The Scarpetta Factor, By Patricia Cornwell

When interviewed by this newspaper, Patricia Cornwell demonstrated the qualities that have put her in pole position in crime fiction: a fierce intelligence and a determination to be the best at what she does – both characteristics of her forensic pathologist, Kay Scarpetta. But Cornwell shares another characteristic of her heroine's, which undercuts her rather fearsome reputation: a certain vulnerability. When asked about the pretenders whose books are routinely straplined with the phrase "the next Patricia Cornwell", she replied plaintively, "I want to be the next Patricia Cornwell!... I want to be one of those young guns again."

It's this combination of determination and insecurity that (channelled into Scarpetta) has made the books so distinctive, even when Cornwell went through a period where her writing seemed tired. In The Scarpetta Factor, the 17th book, Scarpetta is suffering from the effects of the credit crunch. She decides to work on a pro bono basis for the New York City office of the Chief Medical Examiner. But she finds she cannot do the quiet, methodical work that is her métier – and also discovers the price of instant celebrity. She is interviewed on air about the high-profile disappearance of financial planner Hannah Starr. There is a shocking call-in from a psychiatric patient once in the care of Scarpetta's partner, Benton Wesley. Arriving home at the apartment she shares with the psychiatrist, she discovers a suspicious-looking package. Is it a bomb?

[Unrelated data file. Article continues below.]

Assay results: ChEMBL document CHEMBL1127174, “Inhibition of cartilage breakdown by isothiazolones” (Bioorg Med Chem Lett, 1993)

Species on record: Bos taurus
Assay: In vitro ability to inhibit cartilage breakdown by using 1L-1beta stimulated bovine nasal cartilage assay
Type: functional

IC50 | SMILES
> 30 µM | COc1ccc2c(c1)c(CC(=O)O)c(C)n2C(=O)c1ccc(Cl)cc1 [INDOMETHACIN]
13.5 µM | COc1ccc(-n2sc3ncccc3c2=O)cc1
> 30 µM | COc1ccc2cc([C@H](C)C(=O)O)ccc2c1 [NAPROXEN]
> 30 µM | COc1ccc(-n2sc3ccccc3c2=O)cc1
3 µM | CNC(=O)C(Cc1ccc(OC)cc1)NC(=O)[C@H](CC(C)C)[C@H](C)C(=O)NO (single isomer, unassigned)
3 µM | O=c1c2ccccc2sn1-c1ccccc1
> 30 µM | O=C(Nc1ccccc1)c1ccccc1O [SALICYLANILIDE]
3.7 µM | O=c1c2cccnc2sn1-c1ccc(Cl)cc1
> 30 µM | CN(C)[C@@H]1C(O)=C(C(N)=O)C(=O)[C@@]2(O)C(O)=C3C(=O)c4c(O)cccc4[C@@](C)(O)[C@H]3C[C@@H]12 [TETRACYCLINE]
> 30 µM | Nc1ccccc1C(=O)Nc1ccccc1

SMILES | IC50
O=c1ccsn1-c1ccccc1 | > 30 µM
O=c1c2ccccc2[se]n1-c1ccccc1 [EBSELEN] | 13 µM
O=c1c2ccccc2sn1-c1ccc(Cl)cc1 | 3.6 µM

As often before, Scarpetta finds her life is on the line as she becomes embroiled in a bizarre conspiracy involving a missing wealthy woman who has a secret connection with Scarpetta's gay niece Lucy. All of this is handled with the customary Cornwell assurance, although the plotting here strains credulity at times.

How much mileage is left for the Scarpetta franchise? Those who have been worried by what seemed uncomfortably like self-parody in recent books can rest easy. The Scarpetta Factor is a novel that has clearly engaged Cornwell in the same fashion as her vintage work.